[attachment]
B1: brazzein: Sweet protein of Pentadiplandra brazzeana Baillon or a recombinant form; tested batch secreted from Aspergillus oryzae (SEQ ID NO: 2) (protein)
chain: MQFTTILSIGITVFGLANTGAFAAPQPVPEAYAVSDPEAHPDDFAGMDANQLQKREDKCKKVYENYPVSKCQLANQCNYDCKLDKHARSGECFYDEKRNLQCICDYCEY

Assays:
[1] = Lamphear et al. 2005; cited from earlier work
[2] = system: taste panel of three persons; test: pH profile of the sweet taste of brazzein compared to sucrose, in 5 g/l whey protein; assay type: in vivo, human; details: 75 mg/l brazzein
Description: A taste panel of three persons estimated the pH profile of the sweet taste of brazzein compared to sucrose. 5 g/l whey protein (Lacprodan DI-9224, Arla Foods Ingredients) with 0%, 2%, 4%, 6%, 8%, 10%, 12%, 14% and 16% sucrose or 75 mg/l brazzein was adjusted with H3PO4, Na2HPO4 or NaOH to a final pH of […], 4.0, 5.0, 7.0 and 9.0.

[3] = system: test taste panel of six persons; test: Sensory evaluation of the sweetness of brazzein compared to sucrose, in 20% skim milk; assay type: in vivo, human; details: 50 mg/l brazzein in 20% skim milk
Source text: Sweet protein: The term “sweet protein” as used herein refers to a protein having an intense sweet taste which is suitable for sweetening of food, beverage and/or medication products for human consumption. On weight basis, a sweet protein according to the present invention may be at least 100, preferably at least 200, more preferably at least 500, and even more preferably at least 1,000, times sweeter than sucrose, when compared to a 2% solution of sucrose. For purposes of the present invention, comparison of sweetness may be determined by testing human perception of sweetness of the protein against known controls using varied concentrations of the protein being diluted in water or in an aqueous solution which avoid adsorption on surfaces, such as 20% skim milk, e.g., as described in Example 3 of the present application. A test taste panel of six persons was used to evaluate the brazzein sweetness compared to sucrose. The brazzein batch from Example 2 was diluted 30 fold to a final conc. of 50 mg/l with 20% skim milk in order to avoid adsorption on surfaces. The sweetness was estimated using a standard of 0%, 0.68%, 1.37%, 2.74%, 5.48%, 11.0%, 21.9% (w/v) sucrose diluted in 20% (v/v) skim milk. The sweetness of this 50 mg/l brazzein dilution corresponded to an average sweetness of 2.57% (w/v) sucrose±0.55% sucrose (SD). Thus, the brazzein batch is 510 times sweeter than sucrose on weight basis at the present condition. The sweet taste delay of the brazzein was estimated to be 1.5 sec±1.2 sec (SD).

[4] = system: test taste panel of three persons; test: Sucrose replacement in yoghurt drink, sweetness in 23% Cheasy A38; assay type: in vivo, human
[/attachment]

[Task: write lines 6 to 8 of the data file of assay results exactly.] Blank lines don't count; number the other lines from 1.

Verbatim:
Description: A taste panel of three persons estimated the pH profile of the sweet taste of brazzein compared to sucrose. 5 g/l whey protein (Lacprodan DI-9224, Arla Foods Ingredients) with 0%, 2%, 4%, 6%, 8%, 10%, 12%, 14% and 16% sucrose or 75 mg/l brazzein was adjusted with H3PO4, Na2HPO4 or NaOH to a final pH of […], 4.0, 5.0, 7.0 and 9.0.

[3] = system: test taste panel of six persons; test: Sensory evaluation of the sweetness of brazzein compared to sucrose, in 20% skim milk; assay type: in vivo, human; details: 50 mg/l brazzein in 20% skim milk
Source text: Sweet protein: The term “sweet protein” as used herein refers to a protein having an intense sweet taste which is suitable for sweetening of food, beverage and/or medication products for human consumption. On weight basis, a sweet protein according to the present invention may be at least 100, preferably at least 200, more preferably at least 500, and even more preferably at least 1,000, times sweeter than sucrose, when compared to a 2% solution of sucrose. For purposes of the present invention, comparison of sweetness may be determined by testing human perception of sweetness of the protein against known controls using varied concentrations of the protein being diluted in water or in an aqueous solution which avoid adsorption on surfaces, such as 20% skim milk, e.g., as described in Example 3 of the present application. A test taste panel of six persons was used to evaluate the brazzein sweetness compared to sucrose. The brazzein batch from Example 2 was diluted 30 fold to a final conc. of 50 mg/l with 20% skim milk in order to avoid adsorption on surfaces. The sweetness was estimated using a standard of 0%, 0.68%, 1.37%, 2.74%, 5.48%, 11.0%, 21.9% (w/v) sucrose diluted in 20% (v/v) skim milk. The sweetness of this 50 mg/l brazzein dilution corresponded to an average sweetness of 2.57% (w/v) sucrose±0.55% sucrose (SD). Thus, the brazzein batch is 510 times sweeter than sucrose on weight basis at the present condition. The sweet taste delay of the brazzein was estimated to be 1.5 sec±1.2 sec (SD).